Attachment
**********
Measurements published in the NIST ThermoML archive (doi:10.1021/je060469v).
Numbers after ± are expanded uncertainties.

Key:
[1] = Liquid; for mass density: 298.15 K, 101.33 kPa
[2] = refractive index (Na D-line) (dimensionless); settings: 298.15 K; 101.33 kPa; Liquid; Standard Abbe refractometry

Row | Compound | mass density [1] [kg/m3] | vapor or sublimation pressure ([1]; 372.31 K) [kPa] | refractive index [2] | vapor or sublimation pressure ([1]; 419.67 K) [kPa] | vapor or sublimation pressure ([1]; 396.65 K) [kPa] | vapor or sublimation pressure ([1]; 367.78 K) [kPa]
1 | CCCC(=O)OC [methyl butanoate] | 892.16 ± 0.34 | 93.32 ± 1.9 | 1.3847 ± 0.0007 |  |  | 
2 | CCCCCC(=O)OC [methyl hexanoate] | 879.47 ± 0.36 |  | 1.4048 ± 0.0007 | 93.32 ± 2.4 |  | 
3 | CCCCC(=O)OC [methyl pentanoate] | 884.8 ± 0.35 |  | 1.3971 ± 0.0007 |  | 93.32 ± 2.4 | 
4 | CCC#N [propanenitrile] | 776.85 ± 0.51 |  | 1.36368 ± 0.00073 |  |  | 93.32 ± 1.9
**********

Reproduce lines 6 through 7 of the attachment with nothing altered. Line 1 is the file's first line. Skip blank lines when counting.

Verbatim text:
Row | Compound | mass density [1] [kg/m3] | vapor or sublimation pressure ([1]; 372.31 K) [kPa] | refractive index [2] | vapor or sublimation pressure ([1]; 419.67 K) [kPa] | vapor or sublimation pressure ([1]; 396.65 K) [kPa] | vapor or sublimation pressure ([1]; 367.78 K) [kPa]
1 | CCCC(=O)OC [methyl butanoate] | 892.16 ± 0.34 | 93.32 ± 1.9 | 1.3847 ± 0.0007 |  |  | 